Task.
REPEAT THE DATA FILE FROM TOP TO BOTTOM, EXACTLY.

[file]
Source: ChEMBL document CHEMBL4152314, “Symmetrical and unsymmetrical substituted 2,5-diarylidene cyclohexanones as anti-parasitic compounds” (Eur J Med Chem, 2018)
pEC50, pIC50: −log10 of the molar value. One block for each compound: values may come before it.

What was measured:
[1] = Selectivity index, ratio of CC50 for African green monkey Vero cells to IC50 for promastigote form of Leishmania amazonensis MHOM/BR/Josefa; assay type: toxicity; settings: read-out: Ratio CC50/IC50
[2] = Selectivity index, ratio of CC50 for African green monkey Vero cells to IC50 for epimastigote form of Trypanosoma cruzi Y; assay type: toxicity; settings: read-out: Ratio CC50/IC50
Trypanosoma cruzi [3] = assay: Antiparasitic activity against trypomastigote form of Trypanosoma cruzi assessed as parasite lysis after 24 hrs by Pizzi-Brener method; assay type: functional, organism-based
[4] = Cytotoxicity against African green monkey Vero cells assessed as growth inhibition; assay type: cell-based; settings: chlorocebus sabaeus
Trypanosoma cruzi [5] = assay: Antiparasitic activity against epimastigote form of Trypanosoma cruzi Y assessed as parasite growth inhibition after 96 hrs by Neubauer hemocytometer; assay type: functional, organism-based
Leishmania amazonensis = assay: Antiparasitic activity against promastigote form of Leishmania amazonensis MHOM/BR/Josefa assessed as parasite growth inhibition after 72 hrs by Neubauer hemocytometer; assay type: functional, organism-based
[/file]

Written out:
Source: ChEMBL document CHEMBL4152314, “Symmetrical and unsymmetrical substituted 2,5-diarylidene cyclohexanones as anti-parasitic compounds” (Eur J Med Chem, 2018)
pEC50, pIC50: −log10 of the molar value. One block for each compound: values may come before it.

What was measured:
[1] = Selectivity index, ratio of CC50 for African green monkey Vero cells to IC50 for promastigote form of Leishmania amazonensis MHOM/BR/Josefa; assay type: toxicity; settings: read-out: Ratio CC50/IC50
[2] = Selectivity index, ratio of CC50 for African green monkey Vero cells to IC50 for epimastigote form of Trypanosoma cruzi Y; assay type: toxicity; settings: read-out: Ratio CC50/IC50
Trypanosoma cruzi [3] = assay: Antiparasitic activity against trypomastigote form of Trypanosoma cruzi assessed as parasite lysis after 24 hrs by Pizzi-Brener method; assay type: functional, organism-based
[4] = Cytotoxicity against African green monkey Vero cells assessed as growth inhibition; assay type: cell-based; settings: chlorocebus sabaeus
Trypanosoma cruzi [5] = assay: Antiparasitic activity against epimastigote form of Trypanosoma cruzi Y assessed as parasite growth inhibition after 96 hrs by Neubauer hemocytometer; assay type: functional, organism-based
Leishmania amazonensis = assay: Antiparasitic activity against promastigote form of Leishmania amazonensis MHOM/BR/Josefa assessed as parasite growth inhibition after 72 hrs by Neubauer hemocytometer; assay type: functional, organism-based